Overview Of Neural Networks And Its Concepts

Course information (06:35)

And that's really what this class is all about. It's how we can teach algorithms, teach computers how to learn a task directly from raw data. So just be giving a data set of a bunch of examples. How can we teach a computer to also complete that task like we see in the data set? Now this course is split between technical lectures and software labs, and we'll have several new updates in this year's edition of the class, especially in some of the later lectures. In this first lecture, we'll cover the foundations of deep learning and neural networks, starting with the building blocks of neural networks, which is just the single neuron. And finally, we'll conclude with some really exciting guest lectures and student projects from all of you. And as part of the final prize competition, you'll be eligible to win a bunch of exciting prizes and awards. So for those of you who are taking this class for credit, you'll have two options to fulfill your credit requirement. The first option is a project proposal where you'll get to work either individually or in groups of up to four people and develop some cool new deep learning idea. Doing so will make you eligible for some of these awesome sponsored prizes. Now we realize that one week is a super short and condensed amount of time to make any tangible code progress on a deep learning progress. So what we're actually going to be judging you here on is not your results, but rather the novelty of your ideas and the ability that we believe that you could actually execute these ideas in practice, given the state of the art today. Now, on the last day of the class, we'll give you all a three minute presentation where your group can present your idea and win an award potentially and there's actually an art I think to presenting an idea in such a short amount of time that we're also going to be kind of judging you on to see how quickly and effectively you can convey those ideas now the second option to fill your grade requirement is just to write a one-page essay on a review of any deep learning paper and this will be due on the last Thursday of the class. Now in addition to the final project prizes, we'll also be awarding prizes for the top lab submissions for each of the three labs, and like I mentioned before, this year we're also holding a special prize for Lab 3, where students will be able to deploy their results onto a full-scale self-driving car in the real world. For support in this class, please post all of your questions to Piazza. Check out the course website for announcements, the course Canvas also for announcements, and digital recordings of the lectures and labs will be available on Canvas shortly after each of the classes so this course has an incredible team that you can reach out to if you ever have any questions either through canvas or through the email listed at the bottom of the slide feel free to reach out and we really want to give a huge shout out and thanks to all of our sponsors who without this who without their support this class would not be possible this is our fifth year teaching the class, and we're super excited to be back again and teaching such a remarkable field and exciting content.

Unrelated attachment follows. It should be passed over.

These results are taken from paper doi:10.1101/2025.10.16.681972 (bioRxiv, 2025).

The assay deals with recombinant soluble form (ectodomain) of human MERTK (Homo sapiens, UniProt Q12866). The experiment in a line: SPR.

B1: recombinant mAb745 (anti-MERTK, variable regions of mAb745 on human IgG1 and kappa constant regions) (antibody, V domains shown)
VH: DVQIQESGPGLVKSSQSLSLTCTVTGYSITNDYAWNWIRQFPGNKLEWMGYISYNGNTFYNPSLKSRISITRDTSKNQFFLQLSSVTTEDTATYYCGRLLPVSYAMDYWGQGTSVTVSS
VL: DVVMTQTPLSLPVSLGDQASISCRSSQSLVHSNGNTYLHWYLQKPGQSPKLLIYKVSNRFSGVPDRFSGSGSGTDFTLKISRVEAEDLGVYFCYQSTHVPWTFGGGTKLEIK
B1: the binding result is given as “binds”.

Why deep learning? (09:51)

So now let's start with some of the exciting stuff now that we've covered all of the logistics of the class. So let's start by asking ourselves a question. Why do we care about this, and why did all of you sign up to take this class? Why do you care about deep learning? Well, traditional machine learning algorithms typically operate by defining a set of rules or features in the environment, in the data. So usually these are hand engineered. So a human will look at the data and try to extract some hand engineered features from the data. Now in deep learning, we're actually trying to do something a little bit different. The key idea of deep learning is that these features are going to be learned directly from the data itself in a hierarchical manner. So this means that given a data set, let's say a task to detect faces, for example, given a dataset, let's say a task to detect faces, for example, can we train a deep learning model to take as input a face and start to detect a face by first detecting edges, for example, very low level features, building up those edges to build eyes and noses and mouths, and then building up some of those smaller components of faces into larger facial structure features. So as you go deeper and deeper into a neural network architecture, you'll actually see its ability to capture these types of hierarchical features. And that's the goal of deep learning compared to machine learning, is actually the ability to learn and extract these features to perform machine learning on them. Now actually the fundamental building blocks of deep learning and their underlying algorithms have actually existed for decades. So why are we studying this now? Well, for one, data has become much more prevalent. So data is really the driving power of a lot of these algorithms. And today we're living in the world of big data, where we have more data than ever before. Now, second, these models and these algorithms, neural networks, are extremely and massively parallelizable. They can benefit tremendously from, and they have benefited tremendously from, modern advances in GPU architectures that we have experienced over the past decade. And these advances, these types of GPU architecture, simply did not exist when we think about when these algorithms were detected and created, excuse me, in, for example, the neuron, the idea for the foundational neuron was created in almost 1960. So when you think back to 1960, we simply did not have the compute that we have today. And finally, due to amazing open source toolboxes like TensorFlow, we're able to actually build and deploy these algorithms, and these models have become extremely streamlined.